Mistakes are inevitable in life; as we progress through life our taste and choices change. Which for some of us means that you may find yourself with a tattoo that you no longer want or like? So you have reached the conclusion that it is time to do something about it and now you have some decisions and options to consider.
Tattoo ink is placed under the skin in the dermis; which is under the layer of skin (epidermis) that you can see. Because tattoo ink is translucent, when you tattoo over an existing tattoo you are not covering it you are in fact combining the new tattoo ink with the existing ink. Once healed your new tattoo, the cover up, will have settled into the dermis layer and therefore into the original pigment.
Careful consideration is required regarding the design of your cover-up; a cover up is not necessarily a simple process either and your new design will need to be bigger and darker than the tattoo you want to hide. On many cover-ups you may still be able to see a ‘hint’ of the old tattoo behind the new one once it is properly healed.
You may have a very clear idea about what design you would like for your cover-up; but your tattoo artist may have to incorporate the shape from the old design to the new one. Along, also, with being able to recommend you on colours and contrast for your new design which could help guide the eye to distract from the old tattoo. The best cover-up are the ones that do not look like an obvious cover-up, so be prepared to have more than one sitting.
Some cover-ups will present your tattoo artist an artistic challenge; but it is important to both take the time to discuss all your options. Today the more skilled tattoo artists will no longer choose to use solid black to cover up unwanted tattoos. There may be elements of your design which are not practical for a cover-up unless you have some laser removal on the original tattoo or change the overall design.
A cover-up is not always a cheap or quick route; because of all the factors that need to be taken into account regarding the existing tattoo so it is important that you and your tattooist working closely together. The time spent working together on your design, will mean that neither you nor your artist has to compromise on the design. Patience will improve the final outcome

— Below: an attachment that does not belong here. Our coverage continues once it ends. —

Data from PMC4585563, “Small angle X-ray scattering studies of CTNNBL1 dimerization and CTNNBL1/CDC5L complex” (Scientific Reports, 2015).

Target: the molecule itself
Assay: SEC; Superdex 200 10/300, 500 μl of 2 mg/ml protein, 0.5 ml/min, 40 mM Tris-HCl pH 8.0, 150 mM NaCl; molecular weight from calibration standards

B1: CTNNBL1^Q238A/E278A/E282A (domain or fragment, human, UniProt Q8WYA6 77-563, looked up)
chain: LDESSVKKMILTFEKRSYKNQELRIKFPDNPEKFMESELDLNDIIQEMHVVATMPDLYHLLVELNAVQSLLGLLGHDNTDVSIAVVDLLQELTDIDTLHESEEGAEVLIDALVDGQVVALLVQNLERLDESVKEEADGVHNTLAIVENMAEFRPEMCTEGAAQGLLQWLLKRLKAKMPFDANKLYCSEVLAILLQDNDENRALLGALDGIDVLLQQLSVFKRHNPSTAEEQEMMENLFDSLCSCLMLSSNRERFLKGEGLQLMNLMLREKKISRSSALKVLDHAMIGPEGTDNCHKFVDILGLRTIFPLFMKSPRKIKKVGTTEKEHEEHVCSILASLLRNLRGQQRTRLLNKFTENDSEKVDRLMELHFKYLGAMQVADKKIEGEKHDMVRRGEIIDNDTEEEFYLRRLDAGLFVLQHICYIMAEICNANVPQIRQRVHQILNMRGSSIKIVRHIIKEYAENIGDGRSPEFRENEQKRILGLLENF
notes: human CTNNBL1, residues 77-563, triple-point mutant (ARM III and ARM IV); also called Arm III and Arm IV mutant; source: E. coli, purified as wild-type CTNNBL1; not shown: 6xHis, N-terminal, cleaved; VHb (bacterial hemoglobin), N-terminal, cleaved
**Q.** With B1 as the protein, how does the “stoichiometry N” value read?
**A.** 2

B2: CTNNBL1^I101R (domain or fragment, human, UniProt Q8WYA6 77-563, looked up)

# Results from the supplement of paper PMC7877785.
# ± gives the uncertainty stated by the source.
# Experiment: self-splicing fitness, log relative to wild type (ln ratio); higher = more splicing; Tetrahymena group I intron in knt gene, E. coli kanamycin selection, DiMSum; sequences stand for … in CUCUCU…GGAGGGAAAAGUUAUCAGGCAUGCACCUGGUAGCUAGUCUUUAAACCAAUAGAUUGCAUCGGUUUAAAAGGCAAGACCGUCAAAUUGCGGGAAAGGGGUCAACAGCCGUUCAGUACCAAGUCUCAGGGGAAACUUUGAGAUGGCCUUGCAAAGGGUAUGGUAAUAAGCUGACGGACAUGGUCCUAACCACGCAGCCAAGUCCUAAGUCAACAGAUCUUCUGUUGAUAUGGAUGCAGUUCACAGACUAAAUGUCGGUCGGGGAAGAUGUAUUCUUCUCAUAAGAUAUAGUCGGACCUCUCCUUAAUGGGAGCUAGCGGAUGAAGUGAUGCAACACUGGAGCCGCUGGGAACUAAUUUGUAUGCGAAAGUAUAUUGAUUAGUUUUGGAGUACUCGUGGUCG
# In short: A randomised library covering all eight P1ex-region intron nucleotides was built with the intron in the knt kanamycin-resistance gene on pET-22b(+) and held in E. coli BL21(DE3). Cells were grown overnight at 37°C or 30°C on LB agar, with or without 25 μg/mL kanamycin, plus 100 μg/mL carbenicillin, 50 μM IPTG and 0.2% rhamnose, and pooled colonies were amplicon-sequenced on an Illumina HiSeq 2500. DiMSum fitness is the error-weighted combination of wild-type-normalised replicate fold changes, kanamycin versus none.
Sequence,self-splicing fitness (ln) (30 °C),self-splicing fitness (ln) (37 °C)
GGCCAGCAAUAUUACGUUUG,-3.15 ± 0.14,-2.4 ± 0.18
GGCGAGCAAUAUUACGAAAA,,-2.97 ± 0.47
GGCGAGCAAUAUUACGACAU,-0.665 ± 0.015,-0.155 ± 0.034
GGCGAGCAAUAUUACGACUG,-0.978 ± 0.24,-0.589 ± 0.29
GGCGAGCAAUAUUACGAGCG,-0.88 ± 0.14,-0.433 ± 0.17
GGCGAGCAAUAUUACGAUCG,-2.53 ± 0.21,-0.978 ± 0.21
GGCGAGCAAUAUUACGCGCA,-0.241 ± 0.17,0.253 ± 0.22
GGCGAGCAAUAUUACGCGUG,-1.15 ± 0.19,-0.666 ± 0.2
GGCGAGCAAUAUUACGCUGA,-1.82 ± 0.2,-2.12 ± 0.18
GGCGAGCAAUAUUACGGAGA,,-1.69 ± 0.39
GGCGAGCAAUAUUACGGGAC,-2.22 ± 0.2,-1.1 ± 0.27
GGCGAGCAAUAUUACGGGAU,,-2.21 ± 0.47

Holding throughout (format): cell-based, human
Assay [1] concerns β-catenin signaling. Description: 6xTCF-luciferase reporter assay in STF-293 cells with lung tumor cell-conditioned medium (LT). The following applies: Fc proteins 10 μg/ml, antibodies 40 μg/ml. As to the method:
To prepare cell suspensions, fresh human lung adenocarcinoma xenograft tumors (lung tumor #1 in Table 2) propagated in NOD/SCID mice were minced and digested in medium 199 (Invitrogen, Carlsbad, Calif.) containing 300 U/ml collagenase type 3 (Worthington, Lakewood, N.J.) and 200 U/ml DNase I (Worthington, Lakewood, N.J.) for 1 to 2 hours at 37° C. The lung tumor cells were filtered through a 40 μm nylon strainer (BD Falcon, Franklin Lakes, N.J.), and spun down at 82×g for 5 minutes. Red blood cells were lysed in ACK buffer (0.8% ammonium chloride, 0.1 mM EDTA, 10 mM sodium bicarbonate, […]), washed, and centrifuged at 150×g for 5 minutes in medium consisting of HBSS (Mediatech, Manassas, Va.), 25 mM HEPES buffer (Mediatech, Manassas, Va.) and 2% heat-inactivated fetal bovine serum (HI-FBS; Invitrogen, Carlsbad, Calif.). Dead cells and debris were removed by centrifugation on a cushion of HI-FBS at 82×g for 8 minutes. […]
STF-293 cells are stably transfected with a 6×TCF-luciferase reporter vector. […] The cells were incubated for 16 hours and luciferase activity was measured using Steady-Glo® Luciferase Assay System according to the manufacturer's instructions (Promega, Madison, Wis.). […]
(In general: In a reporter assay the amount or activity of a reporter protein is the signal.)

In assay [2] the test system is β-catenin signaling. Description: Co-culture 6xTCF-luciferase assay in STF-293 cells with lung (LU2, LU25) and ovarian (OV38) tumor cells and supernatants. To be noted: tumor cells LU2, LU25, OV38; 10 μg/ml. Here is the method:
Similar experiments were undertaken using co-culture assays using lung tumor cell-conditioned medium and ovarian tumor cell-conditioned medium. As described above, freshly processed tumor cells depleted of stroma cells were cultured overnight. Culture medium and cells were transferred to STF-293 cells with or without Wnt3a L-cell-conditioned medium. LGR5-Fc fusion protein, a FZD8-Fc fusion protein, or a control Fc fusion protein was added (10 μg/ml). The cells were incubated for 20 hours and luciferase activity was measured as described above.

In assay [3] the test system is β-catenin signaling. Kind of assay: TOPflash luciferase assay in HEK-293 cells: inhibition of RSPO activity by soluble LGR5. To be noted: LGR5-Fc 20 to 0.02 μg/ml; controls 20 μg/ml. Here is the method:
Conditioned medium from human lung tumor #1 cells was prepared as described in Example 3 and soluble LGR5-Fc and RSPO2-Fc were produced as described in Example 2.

Tattoo laser removal is also an option that should be considered; a couple of sessions could be enough to break down heavier lines of your original tattoo. Whilst it will mean that you have to wait longer for your cover-up it will mean that you and your artist will have far more scope when it comes to your new design. Many people feel that laser removal will have a drastic increase to the cost; this is often not the case as it could mean that you not only require fewer tattoo sittings but can even consider a smaller design.
Facts and Myths
You cannot cover up an old tattoo with white ink. Because the white sits in the same layer as the old colour it will not make your original tattoo vanish. With repeated coverage you can slightly lighten the existing tattoo to a small degree.
Your new tattoo design will often be a least three of four times the size of the tattoo you are looking to cover; unless you have laser removal on the existing tattoo.
The image of the panther was used as the traditional cover up, because of the large amount of black required in the design.
Tribal and flash art do not tend to work well for larger cover-ups, as most cover-ups need to be custom designed.
Lighter colours do not always work well for cover-ups because tattoo ink is translucent the original ink will start to show through.
Good Designs for Cover-up’s
Animals including mythological animals with scales or feathers, the shading required can be used to camouflage the original tattoo.
Dragons and Koi fish; as they can be darkly shaded and carry bold colours.
Biomechanical designs which have a lot of detail including shading.
Floral designs, as they need shading around petals and foliage and can use strong colours.
For background cover-ups black atmospheric shading can also work well as seen in the traditional Japanese backgrounds.
However the best option remains too discuss all your ideas with your tattoo artist before setting your heart on a specific design.